- Find a Point of Contact: About halfway through the service, I realized my point of contact was unfamiliar with Buddhist customs, so I sought out the Buddhist monk who would lead the ceremony. Unfortunately, he didn’t speak English. Finally, I listened for a family member who spoke English well enough to navigate complex issues and was familiar with the family needs.
- Understand Their Need(s): Until this point, I probably knew more about rocket science than Buddhist funeral customs. We had served a Buddhist family not long before, but everything was totally different this time. Once I had found a point of contact, I listened for every detail of the ceremony, seeking not just to know their needs but to understand the ceremony each part supported.
- Know Your Need(s): After I understood the family’s needs, I sat down and made a list of everything I would need: facilities, materials, props, help, time. I listed out what I didn’t know, I listed out attitudes that I needed to change to genuinely serve this family, and I listed out the details of the ceremony I needed to pay special attention to. By making lists, I was able to break a complex ceremony into small, easier-to-accomplish task groups and goals.
- Connect Your Resources with Their Needs: A lot of repurposing went on with our materials and props. Having identified what I needed, I put these things in place and waited to see how the family would arrange what I had set out. We dedicated a space for their use, matched tablecloths as closely as we could, and adjusted our staff and facilities to the family’s needs.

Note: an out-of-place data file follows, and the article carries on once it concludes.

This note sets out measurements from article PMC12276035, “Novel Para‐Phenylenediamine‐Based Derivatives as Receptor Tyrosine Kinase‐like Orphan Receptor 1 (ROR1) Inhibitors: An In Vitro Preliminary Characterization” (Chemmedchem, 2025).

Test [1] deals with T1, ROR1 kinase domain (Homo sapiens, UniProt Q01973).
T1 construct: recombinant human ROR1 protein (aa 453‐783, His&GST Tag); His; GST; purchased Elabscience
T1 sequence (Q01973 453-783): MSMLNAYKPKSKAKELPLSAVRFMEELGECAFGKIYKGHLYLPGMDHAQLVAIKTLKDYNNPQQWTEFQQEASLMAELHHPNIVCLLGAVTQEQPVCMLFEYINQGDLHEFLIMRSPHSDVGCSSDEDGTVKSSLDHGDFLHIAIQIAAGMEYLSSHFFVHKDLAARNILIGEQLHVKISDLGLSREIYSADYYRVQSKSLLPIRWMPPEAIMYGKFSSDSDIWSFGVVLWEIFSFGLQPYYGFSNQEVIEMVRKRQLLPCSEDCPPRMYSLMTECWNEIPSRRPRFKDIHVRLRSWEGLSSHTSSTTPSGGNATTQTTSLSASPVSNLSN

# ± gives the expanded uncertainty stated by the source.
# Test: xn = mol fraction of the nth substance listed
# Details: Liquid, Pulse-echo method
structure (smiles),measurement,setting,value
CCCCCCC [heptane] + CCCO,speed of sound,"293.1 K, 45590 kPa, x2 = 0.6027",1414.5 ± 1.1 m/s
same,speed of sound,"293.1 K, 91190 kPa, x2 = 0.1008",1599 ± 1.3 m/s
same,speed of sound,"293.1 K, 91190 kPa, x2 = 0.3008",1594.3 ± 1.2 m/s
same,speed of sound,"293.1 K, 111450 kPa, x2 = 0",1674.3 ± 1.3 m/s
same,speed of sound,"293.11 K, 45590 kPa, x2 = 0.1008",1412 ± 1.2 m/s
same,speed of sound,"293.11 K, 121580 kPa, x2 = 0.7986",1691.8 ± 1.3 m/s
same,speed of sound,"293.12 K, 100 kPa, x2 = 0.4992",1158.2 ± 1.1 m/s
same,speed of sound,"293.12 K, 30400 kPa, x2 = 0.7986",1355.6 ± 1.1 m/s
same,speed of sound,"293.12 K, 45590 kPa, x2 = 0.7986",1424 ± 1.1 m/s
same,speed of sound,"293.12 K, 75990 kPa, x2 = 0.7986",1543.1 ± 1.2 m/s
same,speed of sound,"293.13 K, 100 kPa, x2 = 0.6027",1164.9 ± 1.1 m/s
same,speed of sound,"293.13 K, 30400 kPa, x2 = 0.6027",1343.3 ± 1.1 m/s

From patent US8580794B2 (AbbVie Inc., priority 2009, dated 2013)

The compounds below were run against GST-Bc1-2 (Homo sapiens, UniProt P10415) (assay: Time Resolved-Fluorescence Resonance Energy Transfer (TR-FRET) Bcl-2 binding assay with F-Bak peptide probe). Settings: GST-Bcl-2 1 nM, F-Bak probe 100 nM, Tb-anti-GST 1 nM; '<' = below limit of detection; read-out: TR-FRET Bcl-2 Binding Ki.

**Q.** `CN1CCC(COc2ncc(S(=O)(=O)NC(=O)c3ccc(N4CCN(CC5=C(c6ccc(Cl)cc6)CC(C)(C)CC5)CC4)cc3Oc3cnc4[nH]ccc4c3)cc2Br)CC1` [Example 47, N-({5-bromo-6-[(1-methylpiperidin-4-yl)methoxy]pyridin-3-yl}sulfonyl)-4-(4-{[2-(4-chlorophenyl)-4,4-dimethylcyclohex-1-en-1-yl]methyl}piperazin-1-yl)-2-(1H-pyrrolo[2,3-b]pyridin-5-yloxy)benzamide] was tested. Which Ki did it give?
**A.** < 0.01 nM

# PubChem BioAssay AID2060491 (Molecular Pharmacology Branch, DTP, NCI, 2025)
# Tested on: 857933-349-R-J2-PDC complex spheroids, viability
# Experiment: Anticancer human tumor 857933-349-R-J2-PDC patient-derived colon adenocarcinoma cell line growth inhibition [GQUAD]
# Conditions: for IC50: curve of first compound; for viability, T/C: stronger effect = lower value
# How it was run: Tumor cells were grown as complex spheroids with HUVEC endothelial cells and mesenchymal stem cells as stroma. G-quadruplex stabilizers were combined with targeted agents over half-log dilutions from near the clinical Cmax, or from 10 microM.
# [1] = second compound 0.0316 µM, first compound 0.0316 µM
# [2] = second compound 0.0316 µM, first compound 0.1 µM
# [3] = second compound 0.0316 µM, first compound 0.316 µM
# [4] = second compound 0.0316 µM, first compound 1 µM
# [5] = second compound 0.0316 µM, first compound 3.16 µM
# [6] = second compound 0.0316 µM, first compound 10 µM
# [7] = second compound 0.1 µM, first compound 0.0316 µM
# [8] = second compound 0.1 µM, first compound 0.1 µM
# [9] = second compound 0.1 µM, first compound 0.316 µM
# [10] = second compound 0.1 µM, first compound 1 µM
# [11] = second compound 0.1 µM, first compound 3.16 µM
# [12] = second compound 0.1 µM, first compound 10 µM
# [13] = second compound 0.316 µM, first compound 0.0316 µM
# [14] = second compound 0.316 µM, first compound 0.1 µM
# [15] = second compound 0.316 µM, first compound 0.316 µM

- Be Flexible: Toward the end of the ceremony, everything changed. Nearing wit’s end after a three-day crash course on Buddhist funeral rites, it would have been easy to lose my grip on calm! But a few minor adjustments in our plans (even at the last minute) were easy to pull off and enabled a critical process to take place right when it needed to. A cool head and quick feet are acquired traits, but essential!
I can’t tell you how many situations could fit into this progression. Whether it means overcoming language or culture barriers, moving a project into uncharted territory, or evaluating your personal leadership journey, you must be courageous and refuse to let challenges become obstacles.
When an uncertain or uncomfortable beginning evolves into a rewarding experience, you’ve done more than provide great service– you’ve captured the heart of a new friend.
When my wife and I stayed at a Doubletree, the experience wasn’t perfect. But as we settled into our room, I scanned a piece of material describing the brand’s “Create a Rewarding Experience (CaRE)” philosophy of service.